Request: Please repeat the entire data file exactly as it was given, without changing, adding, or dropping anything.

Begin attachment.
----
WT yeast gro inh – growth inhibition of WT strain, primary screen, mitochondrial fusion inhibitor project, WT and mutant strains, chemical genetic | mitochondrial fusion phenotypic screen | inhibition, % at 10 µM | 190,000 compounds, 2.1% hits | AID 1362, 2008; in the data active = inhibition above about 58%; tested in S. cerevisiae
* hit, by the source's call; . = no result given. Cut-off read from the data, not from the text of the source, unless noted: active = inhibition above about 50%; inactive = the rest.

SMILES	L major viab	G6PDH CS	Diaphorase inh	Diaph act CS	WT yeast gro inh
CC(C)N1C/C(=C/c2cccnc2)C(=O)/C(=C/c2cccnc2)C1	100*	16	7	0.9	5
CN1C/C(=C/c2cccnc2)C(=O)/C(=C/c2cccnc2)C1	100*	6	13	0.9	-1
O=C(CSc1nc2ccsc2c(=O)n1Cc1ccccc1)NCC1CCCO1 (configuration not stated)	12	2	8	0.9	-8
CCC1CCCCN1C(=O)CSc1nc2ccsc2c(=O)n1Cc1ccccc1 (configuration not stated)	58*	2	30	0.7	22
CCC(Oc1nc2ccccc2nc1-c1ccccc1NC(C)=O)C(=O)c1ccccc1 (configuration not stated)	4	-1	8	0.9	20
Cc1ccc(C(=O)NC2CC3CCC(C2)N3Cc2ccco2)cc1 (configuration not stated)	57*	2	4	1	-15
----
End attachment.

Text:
WT yeast gro inh – growth inhibition of WT strain, primary screen, mitochondrial fusion inhibitor project, WT and mutant strains, chemical genetic | mitochondrial fusion phenotypic screen | inhibition, % at 10 µM | 190,000 compounds, 2.1% hits | AID 1362, 2008; in the data active = inhibition above about 58%; tested in S. cerevisiae
* hit, by the source's call; . = no result given. Cut-off read from the data, not from the text of the source, unless noted: active = inhibition above about 50%; inactive = the rest.

SMILES	L major viab	G6PDH CS	Diaphorase inh	Diaph act CS	WT yeast gro inh
CC(C)N1C/C(=C/c2cccnc2)C(=O)/C(=C/c2cccnc2)C1	100*	16	7	0.9	5
CN1C/C(=C/c2cccnc2)C(=O)/C(=C/c2cccnc2)C1	100*	6	13	0.9	-1
O=C(CSc1nc2ccsc2c(=O)n1Cc1ccccc1)NCC1CCCO1 (configuration not stated)	12	2	8	0.9	-8
CCC1CCCCN1C(=O)CSc1nc2ccsc2c(=O)n1Cc1ccccc1 (configuration not stated)	58*	2	30	0.7	22
CCC(Oc1nc2ccccc2nc1-c1ccccc1NC(C)=O)C(=O)c1ccccc1 (configuration not stated)	4	-1	8	0.9	20
Cc1ccc(C(=O)NC2CC3CCC(C2)N3Cc2ccco2)cc1 (configuration not stated)	57*	2	4	1	-15